# In-depth analysis of inductive current

## Introduction

In the design of switching power supply, the design of inductance brings many challenges to engineers.The engineer should not only choose the value of inductance, but also consider the current that inductance can withstand, winding resistance, mechanical size and so on.This paper focuses on explaining the DC current effect on inductors.This will also provide the necessary information to select the right inductor.

## Understand the function of inductance

Inductance is often understood as the L (C is the output capacitance) in the LC filter circuit at the output end of the switching power supply.While this understanding is correct, to understand the design of the inductor you must understand the behavior of the inductor in greater depth.

In the step-down conversion (typical of Fairchild's switching controllers), the inductor side is connected to the DC output voltage.The other end is connected to the input voltage or GND by switching the frequency switch.

In state 1, the inductor is connected to the input voltage via (high-side "high-side") MOSFET.

In state 2, the inductor is connected to GND.

With this type of controller, inductive grounding can be achieved in two ways: by diode grounding or by (low-side "low-side") MOSFET grounding.

If this is the latter method, the converter is called a "synchronus" method.

Now consider how the current flowing through the inductor varies in these two states.

In state 1, one end of the inductor is connected to the input voltage and the other to the output voltage.For a step-down converter, the input voltage must be higher than the output voltage, thus creating a forward voltage drop on the inductor.

In state 2, by contrast, the inductor end of the input voltage is connected to the ground.For a step-down converter, the output voltage must be positive, thus creating a negative voltage drop on the inductor.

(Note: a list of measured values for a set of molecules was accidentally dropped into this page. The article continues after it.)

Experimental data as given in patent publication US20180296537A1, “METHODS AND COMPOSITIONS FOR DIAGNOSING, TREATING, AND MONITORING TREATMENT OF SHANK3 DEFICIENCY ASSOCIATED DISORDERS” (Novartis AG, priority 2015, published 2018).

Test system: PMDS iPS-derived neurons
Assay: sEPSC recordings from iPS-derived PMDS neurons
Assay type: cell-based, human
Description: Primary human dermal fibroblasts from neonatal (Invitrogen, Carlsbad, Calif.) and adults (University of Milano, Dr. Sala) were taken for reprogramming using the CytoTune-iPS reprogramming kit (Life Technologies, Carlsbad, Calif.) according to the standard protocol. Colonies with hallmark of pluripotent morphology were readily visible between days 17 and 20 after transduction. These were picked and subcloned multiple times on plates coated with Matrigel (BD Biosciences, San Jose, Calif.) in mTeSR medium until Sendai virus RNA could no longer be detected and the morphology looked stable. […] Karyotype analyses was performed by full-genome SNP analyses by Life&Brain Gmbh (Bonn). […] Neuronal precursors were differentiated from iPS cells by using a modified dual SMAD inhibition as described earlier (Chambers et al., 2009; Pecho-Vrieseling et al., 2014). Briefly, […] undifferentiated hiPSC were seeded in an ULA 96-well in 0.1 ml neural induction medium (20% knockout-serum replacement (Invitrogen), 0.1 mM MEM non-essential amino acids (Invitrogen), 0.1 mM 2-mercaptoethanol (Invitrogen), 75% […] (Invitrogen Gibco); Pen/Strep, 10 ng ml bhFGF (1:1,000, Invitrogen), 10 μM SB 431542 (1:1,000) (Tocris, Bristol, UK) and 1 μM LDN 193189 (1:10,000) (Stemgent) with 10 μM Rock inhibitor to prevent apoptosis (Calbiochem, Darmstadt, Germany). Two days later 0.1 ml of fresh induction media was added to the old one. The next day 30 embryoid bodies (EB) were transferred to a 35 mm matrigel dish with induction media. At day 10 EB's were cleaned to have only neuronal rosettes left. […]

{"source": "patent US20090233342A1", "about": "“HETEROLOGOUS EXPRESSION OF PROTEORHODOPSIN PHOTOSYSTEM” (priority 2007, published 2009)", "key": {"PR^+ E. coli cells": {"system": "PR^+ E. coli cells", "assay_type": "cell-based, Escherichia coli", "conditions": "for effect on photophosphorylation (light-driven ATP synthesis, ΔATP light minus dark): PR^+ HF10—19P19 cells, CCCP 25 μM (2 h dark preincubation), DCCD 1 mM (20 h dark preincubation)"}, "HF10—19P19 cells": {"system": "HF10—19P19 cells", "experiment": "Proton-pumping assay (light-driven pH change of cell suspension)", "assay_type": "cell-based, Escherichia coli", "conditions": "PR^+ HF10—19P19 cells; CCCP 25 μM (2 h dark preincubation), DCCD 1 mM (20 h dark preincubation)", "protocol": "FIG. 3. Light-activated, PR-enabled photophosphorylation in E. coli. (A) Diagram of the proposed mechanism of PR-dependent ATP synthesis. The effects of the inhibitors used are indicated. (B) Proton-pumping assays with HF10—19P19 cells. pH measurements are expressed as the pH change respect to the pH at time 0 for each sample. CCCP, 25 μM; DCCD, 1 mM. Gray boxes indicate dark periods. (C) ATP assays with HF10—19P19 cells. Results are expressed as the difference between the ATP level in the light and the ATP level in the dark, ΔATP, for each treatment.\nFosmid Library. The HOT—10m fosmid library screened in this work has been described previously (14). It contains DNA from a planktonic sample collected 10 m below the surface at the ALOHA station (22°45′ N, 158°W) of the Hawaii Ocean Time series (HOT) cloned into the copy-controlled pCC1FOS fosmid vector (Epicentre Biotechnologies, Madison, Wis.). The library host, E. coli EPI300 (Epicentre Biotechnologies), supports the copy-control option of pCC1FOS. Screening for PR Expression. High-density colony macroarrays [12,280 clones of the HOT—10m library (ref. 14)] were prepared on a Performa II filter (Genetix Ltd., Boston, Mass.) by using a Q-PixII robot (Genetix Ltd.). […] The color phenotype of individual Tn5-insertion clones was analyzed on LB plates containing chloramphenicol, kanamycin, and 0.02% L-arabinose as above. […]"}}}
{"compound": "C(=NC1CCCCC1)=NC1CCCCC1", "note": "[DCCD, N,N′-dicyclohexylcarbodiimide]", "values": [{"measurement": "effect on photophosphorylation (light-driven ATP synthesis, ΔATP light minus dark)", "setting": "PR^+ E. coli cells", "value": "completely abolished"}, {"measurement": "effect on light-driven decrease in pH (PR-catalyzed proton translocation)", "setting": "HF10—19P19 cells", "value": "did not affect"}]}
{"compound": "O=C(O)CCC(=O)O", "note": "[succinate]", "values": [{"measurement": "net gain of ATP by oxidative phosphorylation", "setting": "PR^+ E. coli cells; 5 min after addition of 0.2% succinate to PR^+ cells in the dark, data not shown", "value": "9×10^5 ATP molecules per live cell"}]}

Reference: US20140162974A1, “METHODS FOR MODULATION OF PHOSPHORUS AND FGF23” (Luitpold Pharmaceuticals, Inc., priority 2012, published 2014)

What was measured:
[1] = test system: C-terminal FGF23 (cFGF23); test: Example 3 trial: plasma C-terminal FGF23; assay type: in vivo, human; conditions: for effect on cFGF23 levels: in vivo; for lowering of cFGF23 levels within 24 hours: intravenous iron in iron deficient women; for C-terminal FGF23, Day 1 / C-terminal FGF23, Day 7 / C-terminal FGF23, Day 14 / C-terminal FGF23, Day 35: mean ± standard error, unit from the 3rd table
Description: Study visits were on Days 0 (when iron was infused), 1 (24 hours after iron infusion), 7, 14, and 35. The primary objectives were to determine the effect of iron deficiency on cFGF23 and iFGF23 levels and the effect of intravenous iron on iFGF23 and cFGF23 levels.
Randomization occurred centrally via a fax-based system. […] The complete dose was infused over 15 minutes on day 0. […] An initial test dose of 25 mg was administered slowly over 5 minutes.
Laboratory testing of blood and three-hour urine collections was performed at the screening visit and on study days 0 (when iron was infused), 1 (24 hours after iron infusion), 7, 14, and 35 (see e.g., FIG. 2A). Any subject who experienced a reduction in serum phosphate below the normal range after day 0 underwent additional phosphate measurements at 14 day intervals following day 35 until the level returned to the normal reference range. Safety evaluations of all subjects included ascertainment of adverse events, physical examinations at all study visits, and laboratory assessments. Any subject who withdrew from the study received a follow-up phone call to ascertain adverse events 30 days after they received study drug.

We use the formula of voltage calculation on inductance:

V = L (dI/dt)

Thus, when the voltage on the inductor is positive (state 1), the current on the inductor increases;When the voltage on the inductor is negative (state 2), the current on the inductor decreases.The current through the inductance is shown in figure 2:

From the figure above, we can see that the maximum current flowing through the inductor is half of the peak current of the DC current plus the peak current of the switch.The figure above is also called ripple current.According to the above formula, we can calculate the peak current:

Where, ton is the time of state 1, T is the switching period (inverse of the switching frequency), and DC is the duty ratio of state 1.

Warning: the calculation above assumes that the voltage drop on each component (the on-off voltage drop on MOSFET, the on-off voltage drop on inductor, or the forward voltage drop on schottky diode in asynchronous circuit) is negligible compared to the input and output voltage.

If the decline of the device is not negligible, the following formula should be used for accurate calculation:

Synchronous switching circuit:

Asynchronous conversion circuit:

Where Rs is the resistance of inductive resistance plus inductance winding resistance.Vf is the forward voltage drop of schottky diode.R is Rs plus MOSFET conducting resistance, R=Rs+Rm.

## All-inductor core saturation

By calculating the inductance peak current, we can find out what is generated on the inductance.It is easy to see that as the current flowing through the inductor increases, its inductance decreases.

This is due to the core material physical characteristics determined.How much the inductance is reduced is important: if the inductance is reduced much, the converter will not work properly.

When the current passing through the inductor is large enough to be ineffective, the current is called the saturation current.This is also the basic parameter of inductance.

In fact, the switching power inductor in the conversion circuit always has a "soft" saturation.To understand this concept, look at the actual measured inductance vs. DC current curve:

When the current increases to a certain level, the inductance does not drop sharply, which is called the "soft" saturation characteristic.If the current increases further, the inductance will be damaged.

Note: inductance drop occurs in many types of inductors.Examples are toroids, gapped e-cores, etc.But rod core's inductance doesn't change that way.

With this soft saturation property, we can see why the minimum inductance at the DC output current is specified in all converters.Moreover, the ripple current does not affect the inductance seriously.

In all applications, the ripple current is expected to be as small as possible, because it will affect the ripple of the output voltage.This is why people always care about the inductance of DC output current and ignore the inductance of ripple current in Spec.